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Eating Fruits & Veggies Actually Makes You… Happier!

We’re all aware that eating a healthy, balanced diet filled with fruits and veggies benefits our physical wellbeing. Did you know that a healthy diet (or unhealthy diet, for that matter!) can impact your psychological health as well?

The Study

To explore the connection between daily dietary habits and overall life satisfaction, researchers used data from 2007, 2009, and 2013 in the Household, Income, and Labour Dynamics in Australia Survey. Over 12,300 randomly selected adults (ages 15-93 years) from across Australia participated. Information on each individual was collected each year by face-to-face interviews as well as self-completed questionnaires. The interviews mainly collected information on demographics and socioeconomic status, and the questionnaires asked questions to measure health and lifestyle choices.The two questions regarding fruit and veggie intake were simple: “Including tinned, frozen, dried and fresh fruit, on how many days in a usual week do you eat fruit?” and “Including tinned, frozen and fresh vegetables, on how many days in a usual week do you eat vegetables?” Responses could range from 0-7, with a response of zero indicating “I do not eat any fruit or vegetables in a usual week” and a response of seven indicating the individual consumes produce daily. If an individual’s response was positive for fruit and veggie intake, the researchers then followed up with, “On a day when you eat fruit, how many servings of fruit do you usually eat?” and “On a day when you eat vegetables, how many servings of vegetables do you usually eat?” Serving sizes of fruits and veggies were shown to participants to visually demonstrate a proper portion size.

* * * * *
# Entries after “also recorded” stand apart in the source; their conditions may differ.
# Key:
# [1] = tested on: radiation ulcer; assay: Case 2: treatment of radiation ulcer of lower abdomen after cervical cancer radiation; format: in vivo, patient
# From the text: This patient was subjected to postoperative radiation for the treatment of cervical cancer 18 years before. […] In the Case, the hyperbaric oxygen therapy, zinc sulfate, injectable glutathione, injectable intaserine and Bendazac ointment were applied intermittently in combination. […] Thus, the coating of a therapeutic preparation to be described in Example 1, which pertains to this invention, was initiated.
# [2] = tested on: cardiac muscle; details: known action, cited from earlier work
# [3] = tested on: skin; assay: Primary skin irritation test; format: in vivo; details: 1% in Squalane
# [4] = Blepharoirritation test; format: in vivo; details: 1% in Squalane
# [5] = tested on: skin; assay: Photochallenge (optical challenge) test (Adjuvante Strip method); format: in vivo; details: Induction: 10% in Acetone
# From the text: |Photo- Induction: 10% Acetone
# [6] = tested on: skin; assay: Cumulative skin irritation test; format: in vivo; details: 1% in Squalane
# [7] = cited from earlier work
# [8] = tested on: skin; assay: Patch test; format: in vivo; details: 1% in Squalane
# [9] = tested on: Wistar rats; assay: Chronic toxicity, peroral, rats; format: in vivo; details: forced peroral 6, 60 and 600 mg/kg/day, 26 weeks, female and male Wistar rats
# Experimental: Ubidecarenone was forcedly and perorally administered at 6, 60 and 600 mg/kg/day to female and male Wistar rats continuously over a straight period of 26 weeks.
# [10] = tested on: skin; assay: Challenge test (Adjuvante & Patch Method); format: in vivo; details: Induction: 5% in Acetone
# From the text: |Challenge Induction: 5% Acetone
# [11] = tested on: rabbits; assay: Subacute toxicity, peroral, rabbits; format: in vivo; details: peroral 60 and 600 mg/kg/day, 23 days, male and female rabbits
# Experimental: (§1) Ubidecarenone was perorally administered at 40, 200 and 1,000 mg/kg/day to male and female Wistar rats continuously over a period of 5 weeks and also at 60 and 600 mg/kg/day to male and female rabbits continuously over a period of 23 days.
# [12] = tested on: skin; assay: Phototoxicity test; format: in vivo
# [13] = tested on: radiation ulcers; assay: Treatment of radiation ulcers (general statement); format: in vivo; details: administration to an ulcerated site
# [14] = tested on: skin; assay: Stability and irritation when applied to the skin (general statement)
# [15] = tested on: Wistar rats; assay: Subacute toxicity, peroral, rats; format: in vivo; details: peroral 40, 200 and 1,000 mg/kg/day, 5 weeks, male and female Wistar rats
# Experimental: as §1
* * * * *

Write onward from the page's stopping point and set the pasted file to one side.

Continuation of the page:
Responses to the first questions on frequency and quantity were multiplied and then divided by seven (7) to yield a daily average intake. Overall, the average study participant consumed 3.84 servings of fruits and veggies daily. Some individuals responded that they consume no fruits or veggies throughout a typical week (yikes!). Overall, approximately 85% of participants had fewer than three (3) daily servings of fruit and 60% consumed fewer than three (3) daily servings of vegetables. A very small percentage consumed more than five (5) servings of either (1.83%) or veggies (7.75%) daily.

Following the questions on diet, individuals were asked to rate their self-reported life satisfaction (“All things considered, how satisfied are you with your life?”) and responded on a scale of 0-10. The averaged overall life satisfaction score for the study participants was 7.91. Nearly two-thirds of participants rated their life satisfaction as higher than a 7/10. Participants were also asked to state how often in the past month they had experienced feelings or symptoms of “being a happy person.” Scores for this question ranged from 1 (meaning “happy none of the time”) to 6 (meaning happy “all of the time”). Overall, half of the participants experienced happiness “most of the time” and the average was 4.43 out of 6.